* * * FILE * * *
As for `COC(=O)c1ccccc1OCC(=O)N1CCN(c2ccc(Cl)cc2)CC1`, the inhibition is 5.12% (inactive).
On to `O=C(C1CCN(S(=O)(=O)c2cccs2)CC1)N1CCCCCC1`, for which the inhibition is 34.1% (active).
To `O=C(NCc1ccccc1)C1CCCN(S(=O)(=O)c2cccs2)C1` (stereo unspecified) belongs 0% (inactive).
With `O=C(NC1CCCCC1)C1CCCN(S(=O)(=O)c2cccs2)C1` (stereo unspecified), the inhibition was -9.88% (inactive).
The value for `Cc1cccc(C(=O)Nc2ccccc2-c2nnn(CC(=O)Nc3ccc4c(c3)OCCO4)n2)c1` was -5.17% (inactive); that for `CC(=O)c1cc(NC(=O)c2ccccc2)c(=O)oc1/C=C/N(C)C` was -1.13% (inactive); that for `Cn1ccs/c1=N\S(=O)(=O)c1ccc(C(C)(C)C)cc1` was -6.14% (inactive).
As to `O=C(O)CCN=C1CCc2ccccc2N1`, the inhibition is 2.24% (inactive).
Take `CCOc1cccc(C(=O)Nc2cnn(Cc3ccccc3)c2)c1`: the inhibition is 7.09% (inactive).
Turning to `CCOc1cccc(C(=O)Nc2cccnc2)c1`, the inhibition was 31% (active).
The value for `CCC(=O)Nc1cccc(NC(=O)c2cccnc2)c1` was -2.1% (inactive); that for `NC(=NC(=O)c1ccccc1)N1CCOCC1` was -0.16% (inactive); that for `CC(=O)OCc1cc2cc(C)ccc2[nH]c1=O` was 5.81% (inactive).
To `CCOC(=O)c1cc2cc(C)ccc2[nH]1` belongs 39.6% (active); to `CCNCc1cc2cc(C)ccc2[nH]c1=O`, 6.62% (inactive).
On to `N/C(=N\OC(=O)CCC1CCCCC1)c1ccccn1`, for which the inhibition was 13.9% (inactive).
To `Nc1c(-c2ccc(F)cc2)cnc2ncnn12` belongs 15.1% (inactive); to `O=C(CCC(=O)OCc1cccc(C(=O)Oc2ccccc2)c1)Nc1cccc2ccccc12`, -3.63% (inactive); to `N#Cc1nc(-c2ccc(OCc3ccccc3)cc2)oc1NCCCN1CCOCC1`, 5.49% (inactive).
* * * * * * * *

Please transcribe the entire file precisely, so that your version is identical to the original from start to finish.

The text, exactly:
As for `COC(=O)c1ccccc1OCC(=O)N1CCN(c2ccc(Cl)cc2)CC1`, the inhibition is 5.12% (inactive).
On to `O=C(C1CCN(S(=O)(=O)c2cccs2)CC1)N1CCCCCC1`, for which the inhibition is 34.1% (active).
To `O=C(NCc1ccccc1)C1CCCN(S(=O)(=O)c2cccs2)C1` (stereo unspecified) belongs 0% (inactive).
With `O=C(NC1CCCCC1)C1CCCN(S(=O)(=O)c2cccs2)C1` (stereo unspecified), the inhibition was -9.88% (inactive).
The value for `Cc1cccc(C(=O)Nc2ccccc2-c2nnn(CC(=O)Nc3ccc4c(c3)OCCO4)n2)c1` was -5.17% (inactive); that for `CC(=O)c1cc(NC(=O)c2ccccc2)c(=O)oc1/C=C/N(C)C` was -1.13% (inactive); that for `Cn1ccs/c1=N\S(=O)(=O)c1ccc(C(C)(C)C)cc1` was -6.14% (inactive).
As to `O=C(O)CCN=C1CCc2ccccc2N1`, the inhibition is 2.24% (inactive).
Take `CCOc1cccc(C(=O)Nc2cnn(Cc3ccccc3)c2)c1`: the inhibition is 7.09% (inactive).
Turning to `CCOc1cccc(C(=O)Nc2cccnc2)c1`, the inhibition was 31% (active).
The value for `CCC(=O)Nc1cccc(NC(=O)c2cccnc2)c1` was -2.1% (inactive); that for `NC(=NC(=O)c1ccccc1)N1CCOCC1` was -0.16% (inactive); that for `CC(=O)OCc1cc2cc(C)ccc2[nH]c1=O` was 5.81% (inactive).
To `CCOC(=O)c1cc2cc(C)ccc2[nH]1` belongs 39.6% (active); to `CCNCc1cc2cc(C)ccc2[nH]c1=O`, 6.62% (inactive).
On to `N/C(=N\OC(=O)CCC1CCCCC1)c1ccccn1`, for which the inhibition was 13.9% (inactive).
To `Nc1c(-c2ccc(F)cc2)cnc2ncnn12` belongs 15.1% (inactive); to `O=C(CCC(=O)OCc1cccc(C(=O)Oc2ccccc2)c1)Nc1cccc2ccccc12`, -3.63% (inactive); to `N#Cc1nc(-c2ccc(OCc3ccccc3)cc2)oc1NCCCN1CCOCC1`, 5.49% (inactive).